Subsequently, the memory film 50 containing the optional blocking dielectric layer 52, the charge storage layer 54 and the tunneling dielectric layer 56 are removed by selective etching to expose a sidewall and bottom of the semiconductor channel 60 in the source level cavity 113. In one embodiment, sidewalls of the dielectric liners 16 may be optionally removed, for example, employing an isotropic etch such as a wet etch. For example, if the dielectric liners 16 include silicon nitride, the sidewalls of the dielectric liners 16 may be removed by a wet etch process employing hot phosphoric acid. Horizontal portions of the dielectric liners 16 between the p-doped semiconductor material portions 6′ and the semiconductor material layer 10 can remain after removal of the sidewalls of the dielectric liners 16. A first portion of the bottom and side surfaces of each vertical semiconductor channel 60 are physically exposed to the source level cavity 113, and a second portion of the bottom surface of each vertical semiconductor channel 60 can physically contact a top surface of a respective p-doped semiconductor material portion 6′. The remaining part of the memory film 50 contacts the second portion of the side surface of each vertical semiconductor channel 60 and surfaces of the respective p-doped semiconductor material portion 6′.

Referring to FIG. 24, a buried source semiconductor layer 161 can be formed by selective deposition of an n-doped semiconductor material in the source level cavity 143 and lower portions of the backside trenches 79. The buried source semiconductor layer 161 includes an n-doped semiconductor material, and functions as a common source region for vertical field effect transistors that include the vertical semiconductor channels 60 as the channel regions. For example, the buried source semiconductor layer 161 can include n-doped silicon (e.g., n-type polysilicon), an n-doped silicon-germanium alloy, or an n-doped compound semiconductor material. In one embodiment, the buried source semiconductor layer 161 is formed as a single continuous material layer extending underneath the entirety of the alternating stack (32 42) and among all backside trenches 79. The average dopant concentration of the n-type dopants in the buried source semiconductor layer 161 can be in a range from 1.0×1019/cm3 to 1.0×1021/cm3, although lesser and greater average net dopant concentrations can also be employed.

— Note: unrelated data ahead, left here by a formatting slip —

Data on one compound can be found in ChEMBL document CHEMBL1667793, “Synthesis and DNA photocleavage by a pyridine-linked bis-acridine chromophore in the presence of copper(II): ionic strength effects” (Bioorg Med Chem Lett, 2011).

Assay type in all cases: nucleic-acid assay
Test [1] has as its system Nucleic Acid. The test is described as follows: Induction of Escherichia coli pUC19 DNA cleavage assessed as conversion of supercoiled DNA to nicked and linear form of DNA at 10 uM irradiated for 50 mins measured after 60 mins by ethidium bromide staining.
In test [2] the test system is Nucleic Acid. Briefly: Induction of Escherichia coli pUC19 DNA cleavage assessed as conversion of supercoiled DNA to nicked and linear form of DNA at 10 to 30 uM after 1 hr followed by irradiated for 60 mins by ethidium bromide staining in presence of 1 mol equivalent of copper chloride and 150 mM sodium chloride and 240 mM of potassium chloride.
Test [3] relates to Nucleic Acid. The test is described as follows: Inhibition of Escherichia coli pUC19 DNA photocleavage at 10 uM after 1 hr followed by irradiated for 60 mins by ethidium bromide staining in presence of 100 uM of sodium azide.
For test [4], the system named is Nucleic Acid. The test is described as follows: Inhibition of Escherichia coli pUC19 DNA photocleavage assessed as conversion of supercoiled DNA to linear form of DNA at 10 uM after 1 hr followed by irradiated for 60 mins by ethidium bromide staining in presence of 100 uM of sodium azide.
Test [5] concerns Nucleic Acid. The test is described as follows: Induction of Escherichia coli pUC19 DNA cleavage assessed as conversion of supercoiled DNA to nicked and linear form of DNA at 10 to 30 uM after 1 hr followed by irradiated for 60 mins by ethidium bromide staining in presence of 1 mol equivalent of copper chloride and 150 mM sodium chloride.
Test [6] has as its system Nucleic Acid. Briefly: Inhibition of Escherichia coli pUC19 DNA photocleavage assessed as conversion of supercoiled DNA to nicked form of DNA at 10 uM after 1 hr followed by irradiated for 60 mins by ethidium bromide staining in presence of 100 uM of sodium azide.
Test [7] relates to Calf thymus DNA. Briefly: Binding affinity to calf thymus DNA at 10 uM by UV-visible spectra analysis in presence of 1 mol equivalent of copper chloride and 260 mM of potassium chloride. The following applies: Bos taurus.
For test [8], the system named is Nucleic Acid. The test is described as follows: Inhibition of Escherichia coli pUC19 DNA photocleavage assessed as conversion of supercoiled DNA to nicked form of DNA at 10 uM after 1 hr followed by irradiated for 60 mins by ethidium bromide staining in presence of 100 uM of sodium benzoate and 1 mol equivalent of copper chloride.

In one embodiment, the sacrificial material layers 42 can include a dielectric material (such as silicon nitride), and the buried source semiconductor layer 161 can be formed by a selective semiconductor deposition process which grows a semiconductor material only from physically exposed semiconductor surfaces, and does not grow the semiconductor material from dielectric surfaces (such as the surfaces of the insulating layers 32 and the sacrificial material layers 42).

In a selective semiconductor deposition process (such as a selective epitaxy process), a reactant including a precursor for a semiconductor material and an etchant can be simultaneously or alternately flowed into a process chamber. Non-limiting examples of the precursor for the selective semiconductor deposition process include silane (SiH4), dichlorosilane (SiH2Cl2), trichlorosilane (SiHCl3), silicon tetrachloride (SiCl4), disilane (Si2H6), germane (GeH4), digermane (Ge2H6), and other organic or inorganic precursors including at least one semiconductor element. An exemplary etchant is hydrogen chloride (HCl) gas. Deposition and/or nucleation of the semiconductor material proceeds at a higher rate on semiconductor surfaces than on dielectric surfaces. The flow rate of the etchant can be controlled during the selective semiconductor deposition process such that the etch rate provided by the etchant can be between the deposition rates on the semiconductor surfaces and the deposition rate on the dielectric surfaces to enable the selective deposition of the n-doped semiconductor material.